16. Trump’s remarks about Ted Cruz’s father and the Kennedy assassination should have been enough for Republican voters enough to reject him. Instead we’ve been subjected to an unprecedented stream of tabloid garbage from the White House. His recent accusation that Joe Scarborough was involved in the death of Lori Klausutis brings dishonour to himself and the office he holds - but his supporters just don’t care. If anybody, let alone the PM, did this in Britain, they’d be facing a libel suit for millions and an immediate, abject apology written for them by their lawyers. Here’s an experiment you can undertake closer to home; go to some livelier bars at closing time, start accusing random people of murder and see how far you get. It’s just not acceptable behaviour. It never has been.
  17. There’s a reason paramedics are told to protect the airway; humans need their oxygen and any manoeuvre that compromises its supply increases the chance of death dramatically.
  18. On the Central Park incident, Cooper the birder regrets the consequences for Cooper the banker:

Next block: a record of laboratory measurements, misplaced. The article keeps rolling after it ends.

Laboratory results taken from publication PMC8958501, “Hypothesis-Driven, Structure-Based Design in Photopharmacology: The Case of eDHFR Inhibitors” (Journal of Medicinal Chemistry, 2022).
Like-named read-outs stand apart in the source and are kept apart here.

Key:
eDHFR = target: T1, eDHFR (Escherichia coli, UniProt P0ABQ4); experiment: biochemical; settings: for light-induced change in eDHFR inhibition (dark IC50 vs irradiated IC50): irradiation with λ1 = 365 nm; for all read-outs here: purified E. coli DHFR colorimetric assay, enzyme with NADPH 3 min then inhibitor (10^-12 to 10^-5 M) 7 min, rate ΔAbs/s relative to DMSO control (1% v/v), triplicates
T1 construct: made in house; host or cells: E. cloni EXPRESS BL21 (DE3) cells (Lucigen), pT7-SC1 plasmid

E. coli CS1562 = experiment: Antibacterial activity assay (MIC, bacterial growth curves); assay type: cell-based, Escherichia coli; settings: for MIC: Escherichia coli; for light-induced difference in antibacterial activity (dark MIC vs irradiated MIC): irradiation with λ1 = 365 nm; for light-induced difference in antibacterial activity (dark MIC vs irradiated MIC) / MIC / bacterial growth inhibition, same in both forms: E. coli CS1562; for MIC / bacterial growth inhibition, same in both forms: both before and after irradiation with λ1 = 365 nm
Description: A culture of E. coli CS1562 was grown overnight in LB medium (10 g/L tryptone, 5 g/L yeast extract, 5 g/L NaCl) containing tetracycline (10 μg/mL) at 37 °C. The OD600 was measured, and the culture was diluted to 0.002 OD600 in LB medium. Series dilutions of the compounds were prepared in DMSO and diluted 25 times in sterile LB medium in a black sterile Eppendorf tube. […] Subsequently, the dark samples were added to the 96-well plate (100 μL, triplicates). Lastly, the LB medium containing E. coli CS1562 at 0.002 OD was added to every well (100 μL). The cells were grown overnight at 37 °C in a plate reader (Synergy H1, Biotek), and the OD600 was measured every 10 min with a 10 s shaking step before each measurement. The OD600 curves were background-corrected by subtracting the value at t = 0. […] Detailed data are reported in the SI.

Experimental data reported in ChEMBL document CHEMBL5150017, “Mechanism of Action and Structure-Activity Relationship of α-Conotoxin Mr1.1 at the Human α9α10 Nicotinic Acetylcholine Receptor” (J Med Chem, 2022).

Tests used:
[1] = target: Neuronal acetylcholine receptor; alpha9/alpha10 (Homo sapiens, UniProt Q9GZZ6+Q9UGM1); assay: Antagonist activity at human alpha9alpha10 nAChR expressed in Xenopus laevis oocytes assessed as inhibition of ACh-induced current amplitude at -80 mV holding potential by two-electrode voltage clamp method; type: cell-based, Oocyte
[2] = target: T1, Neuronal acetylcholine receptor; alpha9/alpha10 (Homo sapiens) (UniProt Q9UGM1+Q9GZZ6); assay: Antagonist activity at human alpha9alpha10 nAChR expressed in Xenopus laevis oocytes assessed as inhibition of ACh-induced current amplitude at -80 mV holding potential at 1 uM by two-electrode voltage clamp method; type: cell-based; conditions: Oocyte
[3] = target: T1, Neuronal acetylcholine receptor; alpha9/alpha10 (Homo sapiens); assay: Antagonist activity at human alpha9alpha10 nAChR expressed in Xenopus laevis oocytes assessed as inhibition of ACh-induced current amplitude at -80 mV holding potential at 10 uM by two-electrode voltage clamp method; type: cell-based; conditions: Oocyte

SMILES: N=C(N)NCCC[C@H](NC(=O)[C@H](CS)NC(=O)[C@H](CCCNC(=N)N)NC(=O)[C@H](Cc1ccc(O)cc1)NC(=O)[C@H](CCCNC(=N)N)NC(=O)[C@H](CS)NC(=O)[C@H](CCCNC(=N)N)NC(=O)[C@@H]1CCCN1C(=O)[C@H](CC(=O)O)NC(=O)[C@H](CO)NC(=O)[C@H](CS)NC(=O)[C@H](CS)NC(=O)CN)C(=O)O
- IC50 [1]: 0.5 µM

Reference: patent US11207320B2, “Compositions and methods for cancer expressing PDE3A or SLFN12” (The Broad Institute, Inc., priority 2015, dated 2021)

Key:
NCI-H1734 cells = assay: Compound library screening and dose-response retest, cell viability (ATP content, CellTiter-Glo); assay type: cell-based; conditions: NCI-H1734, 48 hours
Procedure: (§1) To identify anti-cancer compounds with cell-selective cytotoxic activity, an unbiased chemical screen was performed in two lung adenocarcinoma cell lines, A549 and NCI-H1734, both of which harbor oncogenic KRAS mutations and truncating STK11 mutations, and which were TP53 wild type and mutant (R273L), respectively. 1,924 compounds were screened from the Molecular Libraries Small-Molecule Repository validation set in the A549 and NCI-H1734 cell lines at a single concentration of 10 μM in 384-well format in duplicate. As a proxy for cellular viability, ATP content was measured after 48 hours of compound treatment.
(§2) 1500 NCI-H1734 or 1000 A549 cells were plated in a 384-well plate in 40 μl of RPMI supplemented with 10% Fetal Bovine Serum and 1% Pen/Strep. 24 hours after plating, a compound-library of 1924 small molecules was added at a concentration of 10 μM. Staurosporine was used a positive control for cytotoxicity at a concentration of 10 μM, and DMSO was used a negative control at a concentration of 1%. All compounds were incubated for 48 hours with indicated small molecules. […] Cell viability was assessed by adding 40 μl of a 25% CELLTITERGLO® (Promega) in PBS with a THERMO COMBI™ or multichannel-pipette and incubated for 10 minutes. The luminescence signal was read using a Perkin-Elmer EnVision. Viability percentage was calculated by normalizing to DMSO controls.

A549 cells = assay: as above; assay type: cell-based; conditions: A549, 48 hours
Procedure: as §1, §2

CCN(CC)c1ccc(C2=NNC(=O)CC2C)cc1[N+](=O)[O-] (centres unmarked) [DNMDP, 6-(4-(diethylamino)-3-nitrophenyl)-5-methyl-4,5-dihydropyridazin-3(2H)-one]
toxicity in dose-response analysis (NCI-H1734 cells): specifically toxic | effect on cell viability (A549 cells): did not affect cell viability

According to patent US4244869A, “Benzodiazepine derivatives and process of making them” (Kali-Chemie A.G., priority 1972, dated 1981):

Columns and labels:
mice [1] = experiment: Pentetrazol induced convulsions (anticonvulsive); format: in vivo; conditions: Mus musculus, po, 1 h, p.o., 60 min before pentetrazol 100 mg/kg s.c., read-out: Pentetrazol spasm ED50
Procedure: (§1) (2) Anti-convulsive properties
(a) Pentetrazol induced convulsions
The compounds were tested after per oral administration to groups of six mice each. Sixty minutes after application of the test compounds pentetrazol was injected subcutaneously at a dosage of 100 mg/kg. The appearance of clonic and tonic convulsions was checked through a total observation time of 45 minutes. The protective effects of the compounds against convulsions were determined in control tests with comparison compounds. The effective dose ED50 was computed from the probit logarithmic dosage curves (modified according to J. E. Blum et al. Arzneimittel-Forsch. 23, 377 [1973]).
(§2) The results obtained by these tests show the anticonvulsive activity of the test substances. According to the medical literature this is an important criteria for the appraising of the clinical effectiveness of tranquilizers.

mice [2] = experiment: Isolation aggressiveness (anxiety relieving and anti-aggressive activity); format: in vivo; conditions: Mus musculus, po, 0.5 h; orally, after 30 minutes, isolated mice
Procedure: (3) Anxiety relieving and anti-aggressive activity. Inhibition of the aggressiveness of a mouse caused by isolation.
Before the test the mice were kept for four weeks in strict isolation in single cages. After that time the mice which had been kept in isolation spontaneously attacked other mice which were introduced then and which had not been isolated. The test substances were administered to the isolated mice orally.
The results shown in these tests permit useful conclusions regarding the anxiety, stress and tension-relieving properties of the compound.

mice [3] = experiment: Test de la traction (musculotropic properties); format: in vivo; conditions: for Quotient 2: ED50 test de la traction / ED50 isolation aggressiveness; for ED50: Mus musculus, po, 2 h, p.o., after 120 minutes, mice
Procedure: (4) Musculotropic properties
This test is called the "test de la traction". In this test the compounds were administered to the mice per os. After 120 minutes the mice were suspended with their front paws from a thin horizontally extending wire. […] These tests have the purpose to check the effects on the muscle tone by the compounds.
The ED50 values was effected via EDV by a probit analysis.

19. Better policies generally lead to better results. Here’s a striking example:
  20. Sobriety can have that effect too. Too much blood in the alcohol system is not for every writer. Regarding age-related effects, political columnists should be given a choice of retirement at 65 or an entirely different subject to cover. A lot of them go off and end up repeating themselves.
  21. In each province it probably means a slightly different thing. Clyde Wells’ Liberals were centrists by Canadian standards on most matters, if anything a little to the left given the economic realities of the province. Over the decades, I have seen Murphy’s views move to the right and his tone take on a much darker hue in the National Post. There’s not much of a mix to his ideologies now.
  22. Back in the day, Murphy ran for the Liberals twice as a candidate in provincial races and worked with Clyde Wells. https://en.wikipedia.org/wiki/Rex_Murphy
  23. Screening programs are generally directed at diseases that take years to develop. We’re facing a deadly pandemic that threatens the existence of many of us. Why shouldn’t we use tools that have been successful elsewhere? https://www.bbc.com/news/world-middle-east-52579475 Privacy and fundamental freedoms don’t matter too much if you’re dead.
  24. Proof I have none but I suspect news about a project that big won't be possible to seal off entirely from the world. So we'll see how they do.